12/12/2012 04:18 pm ET Updated Feb 10, 2013

Deep Thoughts, No Fooling

I have been on sabbatical over the last several months, spending a lot of time thinking about thinking. I'm so disappointed in our collective ability to think, that a new part of my life's work is to help us all think harder and better. I can get you to think harder and better, and as a bonus, I will shed new light on the battle between youth and experience.

It's not your fault that you don't think harder and better. You're not wired for it. Deep thinking requires effort, and no matter how hardworking you think you are, we don't like to expend the effort required to think hard. It's a subconscious thing.

Daniel Kahneman elaborates this beautifully in Thinking, Fast and Slow. We have two mechanisms for thinking. System One is our "automatic system." It is on all the time and it attends loosely to what is happening around us. It allows for our most effortless thinking, it can learn and improve over time, and it performs adequately in the face of routine problems. System Two is our "reflective system." This is where the deep thinking occurs. Use of System Two requires effort, is necessary for solving complex problems, and can sometimes be invoked to override the flawed thinking of System One.

The problem is we lean much too heavily on System One. No blame assigned for this. We are programmed, by virtue of evolution, in a number of ways that are important for our survival. Thinking harder than is necessary takes energy and is tiring. We survive better if we have energy when we need it and if we are less tired, more alert and aware.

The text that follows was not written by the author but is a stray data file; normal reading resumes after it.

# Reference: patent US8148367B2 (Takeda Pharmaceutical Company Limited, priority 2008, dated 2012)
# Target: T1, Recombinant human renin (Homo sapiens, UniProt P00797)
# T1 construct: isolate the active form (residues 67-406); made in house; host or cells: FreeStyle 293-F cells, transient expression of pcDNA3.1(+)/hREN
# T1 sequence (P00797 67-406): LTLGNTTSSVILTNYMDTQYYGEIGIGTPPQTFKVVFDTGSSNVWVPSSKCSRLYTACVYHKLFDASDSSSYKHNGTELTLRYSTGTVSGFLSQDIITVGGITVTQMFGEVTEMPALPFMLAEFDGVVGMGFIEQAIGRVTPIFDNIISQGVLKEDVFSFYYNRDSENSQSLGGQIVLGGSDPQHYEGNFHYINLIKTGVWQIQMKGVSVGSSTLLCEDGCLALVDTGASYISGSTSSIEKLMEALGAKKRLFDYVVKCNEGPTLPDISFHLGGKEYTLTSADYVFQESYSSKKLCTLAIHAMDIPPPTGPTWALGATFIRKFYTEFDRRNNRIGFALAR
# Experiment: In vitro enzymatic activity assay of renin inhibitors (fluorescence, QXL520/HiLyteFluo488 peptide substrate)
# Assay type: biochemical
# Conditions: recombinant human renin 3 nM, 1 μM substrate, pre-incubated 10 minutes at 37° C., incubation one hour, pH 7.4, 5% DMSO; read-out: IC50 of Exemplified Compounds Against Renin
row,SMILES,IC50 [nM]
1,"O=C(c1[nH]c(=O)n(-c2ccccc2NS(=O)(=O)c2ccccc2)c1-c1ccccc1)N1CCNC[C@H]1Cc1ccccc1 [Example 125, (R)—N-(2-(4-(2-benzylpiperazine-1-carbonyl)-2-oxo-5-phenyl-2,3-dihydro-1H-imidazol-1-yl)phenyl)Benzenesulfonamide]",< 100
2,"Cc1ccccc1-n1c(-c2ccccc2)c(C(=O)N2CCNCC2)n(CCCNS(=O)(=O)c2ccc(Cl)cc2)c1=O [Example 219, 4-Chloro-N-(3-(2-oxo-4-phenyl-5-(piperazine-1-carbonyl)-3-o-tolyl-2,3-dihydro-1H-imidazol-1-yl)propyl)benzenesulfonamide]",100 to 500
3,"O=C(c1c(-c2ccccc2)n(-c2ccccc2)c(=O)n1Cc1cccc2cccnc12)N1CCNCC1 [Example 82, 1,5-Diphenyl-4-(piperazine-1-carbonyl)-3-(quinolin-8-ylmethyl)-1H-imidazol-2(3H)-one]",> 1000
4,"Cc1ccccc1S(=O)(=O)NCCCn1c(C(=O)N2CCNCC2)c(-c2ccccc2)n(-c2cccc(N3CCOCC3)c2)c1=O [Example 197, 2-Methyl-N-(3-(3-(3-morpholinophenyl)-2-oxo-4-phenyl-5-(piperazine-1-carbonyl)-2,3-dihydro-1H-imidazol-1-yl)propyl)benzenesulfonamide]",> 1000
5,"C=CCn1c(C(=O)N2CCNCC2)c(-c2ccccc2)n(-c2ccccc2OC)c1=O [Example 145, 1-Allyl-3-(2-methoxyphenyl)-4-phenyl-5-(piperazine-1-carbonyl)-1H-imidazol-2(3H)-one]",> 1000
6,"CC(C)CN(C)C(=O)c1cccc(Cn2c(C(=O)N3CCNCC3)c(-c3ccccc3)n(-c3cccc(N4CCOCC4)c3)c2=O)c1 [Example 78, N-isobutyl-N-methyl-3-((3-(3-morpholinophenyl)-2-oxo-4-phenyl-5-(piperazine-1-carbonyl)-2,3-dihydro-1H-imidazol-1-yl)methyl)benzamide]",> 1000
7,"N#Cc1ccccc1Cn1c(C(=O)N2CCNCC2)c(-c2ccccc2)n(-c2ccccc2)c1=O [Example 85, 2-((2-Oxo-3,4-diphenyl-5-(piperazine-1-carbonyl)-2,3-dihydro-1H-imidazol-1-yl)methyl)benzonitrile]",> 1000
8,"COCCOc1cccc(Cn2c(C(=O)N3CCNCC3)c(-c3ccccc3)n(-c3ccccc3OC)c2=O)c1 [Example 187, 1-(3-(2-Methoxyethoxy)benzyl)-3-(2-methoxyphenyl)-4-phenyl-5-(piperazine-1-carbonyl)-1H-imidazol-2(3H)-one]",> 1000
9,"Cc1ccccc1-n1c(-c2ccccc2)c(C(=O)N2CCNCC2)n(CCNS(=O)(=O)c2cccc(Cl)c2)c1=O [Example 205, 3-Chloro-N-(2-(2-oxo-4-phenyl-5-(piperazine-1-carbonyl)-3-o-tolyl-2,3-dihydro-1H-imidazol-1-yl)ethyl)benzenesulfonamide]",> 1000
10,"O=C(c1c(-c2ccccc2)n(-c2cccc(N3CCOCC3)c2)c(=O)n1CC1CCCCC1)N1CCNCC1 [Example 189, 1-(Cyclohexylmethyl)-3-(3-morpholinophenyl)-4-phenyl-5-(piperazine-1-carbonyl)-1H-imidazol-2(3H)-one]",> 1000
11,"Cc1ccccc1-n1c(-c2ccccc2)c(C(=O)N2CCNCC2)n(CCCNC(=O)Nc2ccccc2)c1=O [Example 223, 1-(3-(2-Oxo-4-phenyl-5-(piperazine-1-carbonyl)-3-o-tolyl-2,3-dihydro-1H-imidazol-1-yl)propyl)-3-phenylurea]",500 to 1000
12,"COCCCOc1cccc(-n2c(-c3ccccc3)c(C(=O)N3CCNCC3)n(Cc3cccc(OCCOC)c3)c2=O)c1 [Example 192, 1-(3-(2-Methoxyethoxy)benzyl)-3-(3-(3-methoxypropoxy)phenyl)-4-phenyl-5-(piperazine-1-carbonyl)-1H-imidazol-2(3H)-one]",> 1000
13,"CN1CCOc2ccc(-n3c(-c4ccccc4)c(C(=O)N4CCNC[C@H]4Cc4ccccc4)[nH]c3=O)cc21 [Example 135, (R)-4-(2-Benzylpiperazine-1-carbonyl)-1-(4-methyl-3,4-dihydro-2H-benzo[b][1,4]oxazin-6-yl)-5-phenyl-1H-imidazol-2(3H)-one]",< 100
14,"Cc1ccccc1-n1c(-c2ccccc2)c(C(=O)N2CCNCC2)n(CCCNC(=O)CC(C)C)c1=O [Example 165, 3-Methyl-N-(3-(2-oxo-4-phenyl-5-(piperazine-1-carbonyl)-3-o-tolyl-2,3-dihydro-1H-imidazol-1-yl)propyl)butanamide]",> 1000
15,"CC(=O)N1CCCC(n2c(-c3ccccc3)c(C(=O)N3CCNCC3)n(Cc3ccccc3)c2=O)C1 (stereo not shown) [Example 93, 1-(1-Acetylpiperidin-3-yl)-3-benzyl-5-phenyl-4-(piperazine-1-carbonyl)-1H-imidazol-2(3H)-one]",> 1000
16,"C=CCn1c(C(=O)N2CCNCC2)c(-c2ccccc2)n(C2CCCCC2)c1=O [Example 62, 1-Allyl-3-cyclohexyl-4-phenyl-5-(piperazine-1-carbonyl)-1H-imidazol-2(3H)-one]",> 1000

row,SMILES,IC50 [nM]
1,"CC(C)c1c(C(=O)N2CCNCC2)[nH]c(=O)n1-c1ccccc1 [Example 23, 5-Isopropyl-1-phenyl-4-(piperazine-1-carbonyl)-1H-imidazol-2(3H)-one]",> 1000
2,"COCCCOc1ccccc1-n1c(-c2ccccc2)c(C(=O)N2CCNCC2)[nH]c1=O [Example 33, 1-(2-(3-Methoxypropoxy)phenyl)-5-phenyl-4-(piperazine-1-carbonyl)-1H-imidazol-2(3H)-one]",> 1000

I'm sure the more cynical among you think this is no big deal or you think you are invulnerable to shortcomings in your ability to think. I urge you to test this in yourself. It shouldn't take long for you to become easily convinced, both that it is a big deal and that you are susceptible.

Here is what convinced me. It's hard to count when you work out. Counting requires System Two. I do neck isometrics as a part of my workout. I place my right palm on my forehead and press my head forward into my palm, while pushing back with my hand, for a count of five. I then move my palm to the right side of my head and count to five... back of my head... left side of my head. I do all of this seven times. I have been doing it a couple of times a week for a lot of years. I always lose count. I only know if I have done too many when I wake up the next day with a sore neck.

Why is counting so hard? There is a lot going on in the gym, and in my head. There is a lot to which System One can attend, making it hard to invoke System Two at all. You want to be able to invoke System Two, I'm telling you, and more often than you do now. Blatant shortcomings from over-reliance on System One happen many times a day. Be advised!

I play the board game The Settlers of Catan with my kids. My son fancies himself quite the player and quite the game strategist. Don't get me wrong; he's a smart kid and a very good Settlers player. The game, however, relies heavily on dice rolls. My son is visibly affronted whenever I win a game of Settlers. If I win, he thinks it's a great cosmic accident. I'm not kidding.

He's young and full of vitality. I'm not. He's hip. I'm not. He knows the ways of the world. I do not... I guess. If he really invoked his deeper thinking, he might recognize that I'm no slouch, and even if I was, chance plays an important role in the game. Furthermore, I am competitive. Yes, even in family games. Ample evidence of this could be easily recalled, if only he would think hard enough. In fact, if he really thought about it, he wouldn't even bother to play the game with me; the task would be so daunting. I've got major chops. Think, kid, think.

For more by Randy Rosenberger, click here.

For more on the mind, click here.

Subscribe to the Lifestyle email.
Life hacks and juicy stories to get you through the week.